NATO and the UNO, shame on you!
Protosyncellus of the Serbian Orthodox Church Sava Janic (the Diocese of Raska and Prizren) describes the situation in Pristine, the capital Kosovo, the autonomous Serbian region.
The number of Serbs living in Pristine before NATO started bombing in 1999 made up over 20,000 people. Currently, Serb population of Pristine, a real Serb ghetto, makes up only 200 people. After the ethnic cleansing operations held by militants of the allegedly disbanded Kosovo Liberation Army, in the presence of KFOR and the UN Civil Mission, hundreds of Pristine Serbs were killed; kidnapped on the streets, hospitals, schools; and thousands were forced to leave their homes for central Serbia.
Pristine is Europe's only large city where the freedom and rights of any particular person depend exclusively upon his ethnic and religious belonging. The events we currently witness in Pristine are happening not in war time or under the totalitarian authority of some nationalist leader. Everything is going on in presence of well-armed NATO soldiers and thousands of UN peacemakers. For three years after the armed conflict in Kosovo, Serbs are still denied free access to schools, universities, and other institutions everywhere in Kosovo and Metohja where Albanians dominate.
Sometimes, some brave young Serbs dare to walk Pristine's streets completely unprotected, with the a disdain for the ethnic hatred and intolerance that Albanians have for anything of Serbian and Slavic origin. At the same time, these young Serbs are really very cautious and speak only English in crowded places. Some of them have forged passports alleging that they are guests in the Kosovo capital; the documents are issued by international organizations for the sake of saving people’s lives amidst the hatred and intolerance.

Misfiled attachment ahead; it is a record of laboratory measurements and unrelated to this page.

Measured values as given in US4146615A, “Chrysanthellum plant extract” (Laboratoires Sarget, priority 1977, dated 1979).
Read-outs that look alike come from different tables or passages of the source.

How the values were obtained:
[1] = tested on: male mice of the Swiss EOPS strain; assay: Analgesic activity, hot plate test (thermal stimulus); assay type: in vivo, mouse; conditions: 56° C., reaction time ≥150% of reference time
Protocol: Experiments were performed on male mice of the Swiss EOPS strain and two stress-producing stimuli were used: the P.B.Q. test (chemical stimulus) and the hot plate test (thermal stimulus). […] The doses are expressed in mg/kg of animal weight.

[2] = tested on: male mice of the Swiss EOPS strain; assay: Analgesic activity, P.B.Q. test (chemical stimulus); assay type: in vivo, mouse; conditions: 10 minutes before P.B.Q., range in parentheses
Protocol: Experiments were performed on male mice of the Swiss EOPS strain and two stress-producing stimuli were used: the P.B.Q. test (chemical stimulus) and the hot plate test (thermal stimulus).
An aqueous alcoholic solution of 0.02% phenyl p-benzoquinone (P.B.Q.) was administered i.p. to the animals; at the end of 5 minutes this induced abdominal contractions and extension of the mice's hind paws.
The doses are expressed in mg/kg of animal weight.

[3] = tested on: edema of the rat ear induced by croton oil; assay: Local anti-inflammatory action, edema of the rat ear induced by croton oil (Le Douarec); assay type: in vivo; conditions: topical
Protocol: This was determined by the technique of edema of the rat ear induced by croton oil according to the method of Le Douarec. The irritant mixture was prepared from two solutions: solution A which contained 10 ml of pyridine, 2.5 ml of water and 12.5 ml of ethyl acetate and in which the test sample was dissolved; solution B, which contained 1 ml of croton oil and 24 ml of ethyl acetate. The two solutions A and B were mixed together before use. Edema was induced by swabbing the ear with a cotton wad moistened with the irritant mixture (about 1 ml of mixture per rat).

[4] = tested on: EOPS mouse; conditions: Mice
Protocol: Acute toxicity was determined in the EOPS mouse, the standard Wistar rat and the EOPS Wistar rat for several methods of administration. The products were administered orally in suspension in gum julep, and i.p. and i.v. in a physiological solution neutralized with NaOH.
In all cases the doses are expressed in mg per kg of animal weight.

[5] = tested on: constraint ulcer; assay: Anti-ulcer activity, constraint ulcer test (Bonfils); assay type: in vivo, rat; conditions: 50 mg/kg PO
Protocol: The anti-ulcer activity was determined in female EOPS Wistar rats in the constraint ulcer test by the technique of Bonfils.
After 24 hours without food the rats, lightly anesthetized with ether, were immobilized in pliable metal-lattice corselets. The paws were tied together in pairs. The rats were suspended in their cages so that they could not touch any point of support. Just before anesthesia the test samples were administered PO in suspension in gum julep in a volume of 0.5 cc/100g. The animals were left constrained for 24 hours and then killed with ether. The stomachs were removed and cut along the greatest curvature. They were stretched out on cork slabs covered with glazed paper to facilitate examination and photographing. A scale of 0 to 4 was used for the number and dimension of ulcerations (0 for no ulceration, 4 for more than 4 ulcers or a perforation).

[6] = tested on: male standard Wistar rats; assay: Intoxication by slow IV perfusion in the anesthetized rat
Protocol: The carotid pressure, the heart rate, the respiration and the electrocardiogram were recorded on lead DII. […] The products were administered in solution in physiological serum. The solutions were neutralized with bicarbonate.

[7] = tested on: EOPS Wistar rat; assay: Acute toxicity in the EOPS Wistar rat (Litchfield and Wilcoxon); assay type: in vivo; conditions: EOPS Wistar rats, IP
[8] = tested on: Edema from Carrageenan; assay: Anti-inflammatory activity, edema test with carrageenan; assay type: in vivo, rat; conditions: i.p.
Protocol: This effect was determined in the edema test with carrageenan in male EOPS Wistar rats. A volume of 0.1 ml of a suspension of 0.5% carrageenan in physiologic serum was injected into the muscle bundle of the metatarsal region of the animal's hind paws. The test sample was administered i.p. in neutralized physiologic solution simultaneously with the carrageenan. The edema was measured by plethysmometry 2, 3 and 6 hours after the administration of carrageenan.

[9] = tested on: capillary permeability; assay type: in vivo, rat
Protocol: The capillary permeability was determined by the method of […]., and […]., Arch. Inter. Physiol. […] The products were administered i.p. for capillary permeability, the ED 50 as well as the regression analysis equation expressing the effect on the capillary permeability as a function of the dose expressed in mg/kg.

Foreigners visiting Pristine usually don’t feel the atmosphere of ethnic hatred in the streets. They don’t understand that the people who innocently smile in the streets, restaurants, and shops are Kosovo Albanians, for whom the noisy public life in Pristine means the success of the mission to establish a multi-ethic community there. At the same time, only a second, a closer glance reveals that the city sticks to its own law, radically differing from habitual human laws.
Even deputies of a so-called multi-ethnic Kosovo parliament "protecting" the interests of the Serb community, leave the Skupstine building for a cafe or somewhere else only in armored police vehicles.
We won’t reconcile to the fact that the majority of international representatives get used to this situation and do nothing at all to change it for the better. Albanian politicians and the "intellectual elite" are satisfied with the situation.
Under the "totalitarian" regimes of Milosevic and Tudjman in Serbia and Croatia, many public and political organizations and students openly protested against the terror in Pristine and in the Kosovo region on the whole. Unfortunately, currently, there is no power to openly oppose the discrimination of Serbs and other non-Albanians in Kosovo.
Against this unfavorable background, the Albanian media in Kosovo continues to "cleanse" everything of Serbian origin. The OSCE and UN peacemaking missions call it "freedom of press." In the meantime, life for the handful of Serbs still living in Pristine is becoming more and more unbearable.
Compiled by Sergey Stefanov PRAVDA.Ru
Father Sava Janic is one of Kosovo.com editors
Translated by Maria Gousseva
Read the original in Russian: http://pravda.ru/main/2002/09/26/47641.html
The choice of the city of Helsinki is not incidental as the capital of Finland had hosted US-Soviet negotiations on the limitation of nuclear stockpiles in 1969